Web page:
Tom Turpin
Professor of
Purdue University


Check out these books by Tom Turpin:

Flies in the Face of Fashion, Mites Make Right, and Other Bugdacious Tales

What's Buggin' You Now?





Download the audio of On Six Legs: MP3, WMV

Last glow of summer compliments of insects

Twice a year the earth experiences an equinox. That means the sun is directly overhead at the equator, so that any point on the earth has about the same amount of light and dark each day. The September equinox means that the sun is lower in the southern sky than earlier in the summer. It also means that the days are getting shorter, and the temperatures are getting cooler. In other words, the September equinox is the beginning of the fall season.

The September equinox has been called the "Autumnal equinox" but that is relevant only to the northern hemisphere. That date, in the southern hemisphere, means that spring is coming. On that part of the earth, the days are getting longer, not shorter.

But here in the northern hemisphere, signs of approaching winter are not easily missed. Summer birds have taken the cue from Old Sol and are also headed to more southern climes. Plants have gone to seed. Leaves of perennial plants such as trees have traded their verdant hues for red, gold and brown earth tones. Before those dying leaves come tumbling down, they decorate the landscape in what has affectionately become known as the fall colors.

The Hoosier Poet James Whitcomb Riley captured the essence of the fall harvest season with the line: "When the frost is on the pumpkin and the fodder's in the shock." Even the "boys of summer" engaged in the national pastime of baseball are about to wrap up the annual duals on the diamond with the winner-takes-all contest called the World Series.

It is the time of the year when the teeming hoards of insects that buzzed and flitted through another summer season have been silenced by declining temperatures. The raucous insect songs that defined a summer night are reduced to plaintive chirps in a seeming swan song to the season past.

To be sure, on warm sunny fall days insects appear from hiding places to frolic or congregate in sunny spots. A cricket lucky enough to have found his way into a kitchen or basement chirps a song of apparent triumph. An occasional butterfly can be seen flitting aimlessly among summer's flowers now turned to seed. A last monarch butterfly hurries southward in a desperate attempt to make it to monarch wintering sites in the mountains of Mexico before the onset of inclement weather.

As insect life dwindles to a trickle following the September equinox, one insect shines like the dying embers of the summer fire. That insect is the glowworm. Glowworms are the larvae of beetles known as fireflies or lightningbugs.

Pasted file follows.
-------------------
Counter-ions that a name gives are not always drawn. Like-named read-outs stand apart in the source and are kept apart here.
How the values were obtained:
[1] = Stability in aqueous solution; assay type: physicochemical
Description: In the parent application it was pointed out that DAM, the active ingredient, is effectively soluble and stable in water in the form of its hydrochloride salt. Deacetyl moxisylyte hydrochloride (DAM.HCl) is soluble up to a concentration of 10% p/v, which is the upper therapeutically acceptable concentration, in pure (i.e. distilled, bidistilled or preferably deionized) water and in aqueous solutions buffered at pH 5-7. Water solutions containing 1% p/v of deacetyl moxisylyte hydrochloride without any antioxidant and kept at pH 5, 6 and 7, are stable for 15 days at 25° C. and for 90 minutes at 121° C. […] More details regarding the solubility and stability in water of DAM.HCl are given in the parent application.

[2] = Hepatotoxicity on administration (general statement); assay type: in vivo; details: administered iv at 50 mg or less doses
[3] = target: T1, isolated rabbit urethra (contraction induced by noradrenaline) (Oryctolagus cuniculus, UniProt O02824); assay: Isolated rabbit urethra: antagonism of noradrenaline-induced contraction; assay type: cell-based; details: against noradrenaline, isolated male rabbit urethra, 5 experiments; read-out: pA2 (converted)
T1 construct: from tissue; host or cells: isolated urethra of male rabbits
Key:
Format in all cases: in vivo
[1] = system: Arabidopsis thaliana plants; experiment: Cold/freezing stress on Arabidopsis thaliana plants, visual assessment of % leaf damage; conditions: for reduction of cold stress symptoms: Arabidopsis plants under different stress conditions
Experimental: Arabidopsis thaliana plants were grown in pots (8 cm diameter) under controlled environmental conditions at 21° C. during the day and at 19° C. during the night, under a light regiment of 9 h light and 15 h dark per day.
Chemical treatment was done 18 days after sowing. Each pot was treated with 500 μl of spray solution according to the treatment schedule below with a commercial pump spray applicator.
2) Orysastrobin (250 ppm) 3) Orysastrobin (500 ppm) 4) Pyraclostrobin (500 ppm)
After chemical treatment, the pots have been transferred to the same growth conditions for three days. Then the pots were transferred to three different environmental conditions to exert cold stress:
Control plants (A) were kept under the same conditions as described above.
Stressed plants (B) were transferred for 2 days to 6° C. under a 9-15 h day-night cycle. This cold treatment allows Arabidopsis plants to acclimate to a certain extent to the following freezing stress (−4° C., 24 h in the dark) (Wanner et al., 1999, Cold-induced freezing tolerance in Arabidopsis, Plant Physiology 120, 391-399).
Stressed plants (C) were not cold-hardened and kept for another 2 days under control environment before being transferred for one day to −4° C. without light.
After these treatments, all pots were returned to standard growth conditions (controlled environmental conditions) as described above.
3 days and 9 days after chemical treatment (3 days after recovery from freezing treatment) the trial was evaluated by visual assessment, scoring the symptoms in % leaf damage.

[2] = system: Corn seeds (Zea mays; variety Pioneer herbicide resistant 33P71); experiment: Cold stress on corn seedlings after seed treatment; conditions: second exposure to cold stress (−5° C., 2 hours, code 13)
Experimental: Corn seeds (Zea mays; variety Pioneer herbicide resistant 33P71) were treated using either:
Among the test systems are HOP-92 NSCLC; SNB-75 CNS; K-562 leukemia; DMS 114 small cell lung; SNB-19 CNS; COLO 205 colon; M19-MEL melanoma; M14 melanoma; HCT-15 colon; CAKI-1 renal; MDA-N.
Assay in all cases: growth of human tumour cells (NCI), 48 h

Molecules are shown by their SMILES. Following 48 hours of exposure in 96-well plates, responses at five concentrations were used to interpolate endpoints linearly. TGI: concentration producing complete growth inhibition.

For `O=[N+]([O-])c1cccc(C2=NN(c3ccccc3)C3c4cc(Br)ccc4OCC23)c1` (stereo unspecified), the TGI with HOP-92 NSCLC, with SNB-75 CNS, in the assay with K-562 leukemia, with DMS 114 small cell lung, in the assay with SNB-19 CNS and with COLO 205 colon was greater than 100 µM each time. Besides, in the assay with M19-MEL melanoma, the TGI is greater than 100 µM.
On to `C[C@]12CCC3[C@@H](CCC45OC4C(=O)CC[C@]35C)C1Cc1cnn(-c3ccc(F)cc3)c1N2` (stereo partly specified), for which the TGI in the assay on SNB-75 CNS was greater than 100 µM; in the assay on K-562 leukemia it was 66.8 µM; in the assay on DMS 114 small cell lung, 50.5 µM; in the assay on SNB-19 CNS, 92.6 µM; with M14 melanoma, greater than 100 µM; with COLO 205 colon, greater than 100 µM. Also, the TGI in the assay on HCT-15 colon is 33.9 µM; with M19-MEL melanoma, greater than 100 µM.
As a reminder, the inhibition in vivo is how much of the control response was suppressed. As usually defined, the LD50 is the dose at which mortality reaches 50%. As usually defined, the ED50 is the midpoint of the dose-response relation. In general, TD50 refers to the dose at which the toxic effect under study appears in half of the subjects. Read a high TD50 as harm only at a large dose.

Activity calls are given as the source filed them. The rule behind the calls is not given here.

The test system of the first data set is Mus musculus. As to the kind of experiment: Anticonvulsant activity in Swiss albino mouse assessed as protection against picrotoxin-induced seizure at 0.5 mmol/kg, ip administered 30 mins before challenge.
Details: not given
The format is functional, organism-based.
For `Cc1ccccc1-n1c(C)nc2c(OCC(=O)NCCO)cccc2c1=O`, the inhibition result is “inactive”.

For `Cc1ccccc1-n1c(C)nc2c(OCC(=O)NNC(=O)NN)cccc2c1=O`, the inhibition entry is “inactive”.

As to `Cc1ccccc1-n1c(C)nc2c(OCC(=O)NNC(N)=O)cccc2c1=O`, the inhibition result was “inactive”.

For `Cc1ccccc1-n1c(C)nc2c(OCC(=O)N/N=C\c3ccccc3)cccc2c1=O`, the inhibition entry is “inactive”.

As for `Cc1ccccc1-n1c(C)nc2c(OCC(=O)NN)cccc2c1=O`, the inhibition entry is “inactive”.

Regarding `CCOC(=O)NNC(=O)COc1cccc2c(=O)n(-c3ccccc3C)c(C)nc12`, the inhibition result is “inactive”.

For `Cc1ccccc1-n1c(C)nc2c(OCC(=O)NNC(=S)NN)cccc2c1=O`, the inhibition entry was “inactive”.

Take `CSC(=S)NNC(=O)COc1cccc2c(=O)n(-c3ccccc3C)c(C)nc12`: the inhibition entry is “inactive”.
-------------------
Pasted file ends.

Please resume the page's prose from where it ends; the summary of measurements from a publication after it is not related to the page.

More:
These well-known insects have, as a result of their summer aerial forays, found mates. Female fireflies deposit eggs in the soil. These eggs hatch into glowworms, creatures that feed on slugs and snails. Glowworms, like their parents, get their name because of light production. Unlike the characteristic flashing patterns that their parents used to decorate summer nights, glowworms produce a constant glow.

Most people have not had the opportunity to witness the glow of glowworms. A friend of the old English poet Wordsworth was such a person and about Dorothy he wrote: "had never seen a glow-worm, never one, and this I knew."

These glowing worm-like creatures are commonly found along the banks of streams and ponds and in the grass along roadsides. But most of us, like Wordsworth's Dorothy, have not seen one. That is because we generally do not go out and walk around on dark fall nights.

To witness the glow of glowworms, you have to go to a creek or pond and pause for a moment and cast your gaze toward the water line of the creek. And there, outlining the water, you will notice a series of little blue-green glowing spots. Glowworms!

The remarkable thing about glowworms is that they produce light on nights too cold for other insect activity. That is partly because these insects can function at cool temperatures, but also because they live at the soil's surface and along the water where the temperature is generally higher than the corresponding air temperature.

So on a cool night when frost is forming on the grass and other insects have been rendered silent, the glowworms will be shining their little lights, the last glow of insect life for another season.



Writer: Tom Turpin
Editor: Olivia Maddox